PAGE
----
Implementing Your Science Park
Sun, Wind, & Water:
The Promise of Science Parks
By Ronen Mir
There are many reasons why science parks are increasingly popular at science
centers worldwide. For the parent museum, the outdoor setting provides
plenty of space for exhibits, and flexibility in their arrangement. It
facilitates the educational use of natural resources like sun, wind, and
water, and it complements and expands existing indoor activities with
visually attractive, cost-effective outdoor correlates.
For visitors, science parks
mean open air, fun, and a relaxed learning environment. People enjoy the
opportunity to observe, feel, and enjoy the many scientific phenomena
that surround us. They appreciate that science can be learned in different
locations, not just in classrooms and laboratories.
Using the Outdoor Science Center
at my own museumSciTech Hands On Museum, in Aurora, Illinoisas
an example, this article will offer suggestions for those institutions
fortunate enough to have room for outdoor exhibits, as they start the
process of designing and implementing a science park.
Advance planning for a science
park involves many steps: evaluating available space, targeting potential
audiences, identifying project resources, and choosing partners.
Visitors enjoy exhibits at the Outdoor Science Center, part of an "Outdoor Science and Art Walk" developed by SciTech and community partners in Aurora, Illinois.
Photo courtesy SciTech
With a population of 150,000,
Aurora is Illinois' second-largest city. Located nearby are two
prominent government research facilities, Fermi National Accelerator Laboratory
(Fermilab) and Argonne National Laboratory. SciTech was established in
1988 by scientists from these labs. Along with other volunteers,
they developed some 250 hands-on indoor exhibits, including a unique Solar
Telescope that projects a 90-centimeter image of the sun into an interior
viewing area. Over time, the museum has become a fixture of the community,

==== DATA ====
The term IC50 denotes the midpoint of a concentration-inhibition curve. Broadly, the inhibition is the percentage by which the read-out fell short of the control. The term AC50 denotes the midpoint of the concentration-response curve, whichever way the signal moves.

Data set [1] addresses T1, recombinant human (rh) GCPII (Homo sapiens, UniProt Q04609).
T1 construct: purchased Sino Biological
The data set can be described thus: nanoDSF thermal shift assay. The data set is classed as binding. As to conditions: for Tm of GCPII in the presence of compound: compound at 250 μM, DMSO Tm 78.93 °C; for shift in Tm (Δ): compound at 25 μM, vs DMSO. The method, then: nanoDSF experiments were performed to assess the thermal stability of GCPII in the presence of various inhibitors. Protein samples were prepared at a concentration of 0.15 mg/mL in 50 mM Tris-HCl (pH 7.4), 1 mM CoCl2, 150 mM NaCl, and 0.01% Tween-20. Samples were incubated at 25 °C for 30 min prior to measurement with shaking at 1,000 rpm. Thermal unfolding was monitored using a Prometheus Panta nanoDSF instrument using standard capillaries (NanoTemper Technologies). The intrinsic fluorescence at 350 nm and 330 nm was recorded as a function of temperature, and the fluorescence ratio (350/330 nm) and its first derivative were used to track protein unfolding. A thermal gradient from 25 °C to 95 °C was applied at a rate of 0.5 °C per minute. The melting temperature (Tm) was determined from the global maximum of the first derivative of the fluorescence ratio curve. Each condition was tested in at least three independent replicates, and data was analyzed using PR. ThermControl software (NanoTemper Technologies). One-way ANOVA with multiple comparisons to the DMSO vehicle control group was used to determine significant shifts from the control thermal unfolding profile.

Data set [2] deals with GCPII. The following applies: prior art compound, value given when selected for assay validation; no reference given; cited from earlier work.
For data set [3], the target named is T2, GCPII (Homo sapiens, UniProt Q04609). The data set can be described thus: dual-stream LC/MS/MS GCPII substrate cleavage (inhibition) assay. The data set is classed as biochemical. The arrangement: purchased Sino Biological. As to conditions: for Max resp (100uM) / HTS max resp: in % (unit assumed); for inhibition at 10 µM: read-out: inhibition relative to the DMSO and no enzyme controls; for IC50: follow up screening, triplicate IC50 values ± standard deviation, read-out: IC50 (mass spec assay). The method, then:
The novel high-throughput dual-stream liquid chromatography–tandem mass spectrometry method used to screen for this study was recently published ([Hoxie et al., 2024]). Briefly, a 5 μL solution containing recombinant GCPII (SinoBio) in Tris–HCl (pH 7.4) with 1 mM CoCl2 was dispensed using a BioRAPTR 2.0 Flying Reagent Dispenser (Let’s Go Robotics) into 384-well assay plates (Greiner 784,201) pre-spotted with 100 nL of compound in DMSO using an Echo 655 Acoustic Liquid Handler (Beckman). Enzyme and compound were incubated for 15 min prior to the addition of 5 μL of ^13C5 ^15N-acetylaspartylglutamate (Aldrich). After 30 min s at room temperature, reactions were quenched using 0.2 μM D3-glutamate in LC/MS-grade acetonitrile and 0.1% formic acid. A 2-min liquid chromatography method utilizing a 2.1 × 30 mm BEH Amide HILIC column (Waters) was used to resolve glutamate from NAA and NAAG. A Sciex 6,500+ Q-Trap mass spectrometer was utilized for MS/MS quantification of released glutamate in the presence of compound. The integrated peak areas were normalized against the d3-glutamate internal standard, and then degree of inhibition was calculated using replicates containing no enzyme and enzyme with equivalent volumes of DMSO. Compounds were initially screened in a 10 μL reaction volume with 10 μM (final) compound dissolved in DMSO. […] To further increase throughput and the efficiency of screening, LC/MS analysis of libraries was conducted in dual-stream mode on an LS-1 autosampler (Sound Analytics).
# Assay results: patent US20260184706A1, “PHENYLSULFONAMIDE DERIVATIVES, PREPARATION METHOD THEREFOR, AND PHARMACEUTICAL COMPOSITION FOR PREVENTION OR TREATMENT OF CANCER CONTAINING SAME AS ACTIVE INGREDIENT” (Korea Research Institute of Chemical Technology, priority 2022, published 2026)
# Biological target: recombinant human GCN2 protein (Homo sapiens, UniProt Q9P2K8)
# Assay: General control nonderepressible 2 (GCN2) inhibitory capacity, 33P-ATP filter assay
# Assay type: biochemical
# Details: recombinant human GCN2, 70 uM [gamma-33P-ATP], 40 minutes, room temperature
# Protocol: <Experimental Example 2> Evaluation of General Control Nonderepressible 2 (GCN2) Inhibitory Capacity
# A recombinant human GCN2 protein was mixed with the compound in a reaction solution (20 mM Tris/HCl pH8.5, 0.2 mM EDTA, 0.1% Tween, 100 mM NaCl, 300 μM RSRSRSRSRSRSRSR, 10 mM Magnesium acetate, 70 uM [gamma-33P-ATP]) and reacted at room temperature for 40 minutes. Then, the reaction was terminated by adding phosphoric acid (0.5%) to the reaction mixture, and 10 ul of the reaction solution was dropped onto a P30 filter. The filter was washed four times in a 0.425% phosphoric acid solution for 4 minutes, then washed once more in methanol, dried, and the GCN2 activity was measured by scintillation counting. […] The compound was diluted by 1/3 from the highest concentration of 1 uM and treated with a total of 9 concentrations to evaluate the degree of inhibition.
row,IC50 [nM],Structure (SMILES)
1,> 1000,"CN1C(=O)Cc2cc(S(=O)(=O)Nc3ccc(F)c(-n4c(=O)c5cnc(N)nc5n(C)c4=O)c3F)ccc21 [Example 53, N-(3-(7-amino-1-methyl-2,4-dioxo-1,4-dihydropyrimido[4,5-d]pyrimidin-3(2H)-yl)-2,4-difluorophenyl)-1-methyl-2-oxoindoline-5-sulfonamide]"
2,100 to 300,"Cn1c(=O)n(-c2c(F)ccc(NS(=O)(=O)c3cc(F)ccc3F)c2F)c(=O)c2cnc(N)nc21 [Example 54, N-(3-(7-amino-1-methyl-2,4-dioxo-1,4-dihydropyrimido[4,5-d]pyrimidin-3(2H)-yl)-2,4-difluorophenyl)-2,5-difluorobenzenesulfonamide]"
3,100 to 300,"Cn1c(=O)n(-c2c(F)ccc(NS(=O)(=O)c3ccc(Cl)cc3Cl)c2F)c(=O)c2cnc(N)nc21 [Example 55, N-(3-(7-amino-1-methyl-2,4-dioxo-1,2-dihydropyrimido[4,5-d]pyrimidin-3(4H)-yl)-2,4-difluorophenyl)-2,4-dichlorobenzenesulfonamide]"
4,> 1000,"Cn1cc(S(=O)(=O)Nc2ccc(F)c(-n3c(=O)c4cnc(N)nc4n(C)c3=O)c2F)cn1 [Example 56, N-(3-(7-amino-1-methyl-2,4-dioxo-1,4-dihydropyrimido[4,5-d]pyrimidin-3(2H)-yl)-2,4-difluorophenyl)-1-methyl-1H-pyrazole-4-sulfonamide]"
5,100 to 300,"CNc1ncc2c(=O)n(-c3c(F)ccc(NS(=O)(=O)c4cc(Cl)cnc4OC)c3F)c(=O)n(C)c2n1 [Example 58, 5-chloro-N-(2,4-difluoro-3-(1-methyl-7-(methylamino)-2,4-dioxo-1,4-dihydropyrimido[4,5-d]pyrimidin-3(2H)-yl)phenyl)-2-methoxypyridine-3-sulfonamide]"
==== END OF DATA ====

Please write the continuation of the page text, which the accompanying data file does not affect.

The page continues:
attracting some 50,000 visitors a year and serving 30,000 more through
In 1999, SciTech embarked
on a program of indoor and outdoor expansion and renovation. The setting
of the museum, at the southern tip of an island where two branches of
the Fox River meet, is striking, but a pretty outdoor area facing the
water was being used as a staff parking lot. Why not turn it into an Outdoor
Science Center? Having been scientific director at the Clore Garden of
Science, in Israel, I was familiar with outdoor exhibits' power to attract
and inspire visitors.
In designing our project, we
were influenced by the Clore Garden, by India's extensive network of outdoor
science parks, and by U.S. science parks at the Sciencenter, Ithaca, New
York; the New York Hall of Science, Queens; and the St. Louis Science
Center, in Missouri. Our Outdoor Science Center incorporates elements
of each. We saw it as a place where families and groups could spend quality
time together, especially when the weather was too nice to stay indoors.
Because SciTech has limited
resources, we couldn't proceed alone. We needed partners, and one way
to get them was to fit our project into a larger community plan. We met
with representatives from the Aurora Public Arts Commission, Cordogan
Clark Architects, and Fermilab, and came up with the idea of an "Outdoor
Science and Art Walk," which would provide educational opportunities,
add interesting forms to the urban landscape, and enhance the image of
In Christian Tobin's Swimming Stones, water pumped through four carefully sliced 13-foot granite columns causes the upper stones to gyrate.
Photo by Michael Sawdey, 2000
This concept created a synergy
of dedicated people and more resources than we could have got by ourselves.
The partners identified 10 open spaces in downtown Aurora as sites for
potential outdoor exhibits. To date, three have been developed: the Outdoor
Science Center at SciTech; the 16-foot-diameter Sundial, located
in a historic neighborhood; and the Swimming Stones, a kinetic
stone-and-water sculpture in a downtown plaza. Funders include the Kane
County Forest Preserve, the Illinois Public Museum Program, Illinois First,
the National Science Foundation, the City of Aurora, and private donors.
Durable, accessible, and
Because science parks can be
expensive and complicated projects, we decided to implement our plan in
stages. The Outdoor Science Center was built over two years, with a few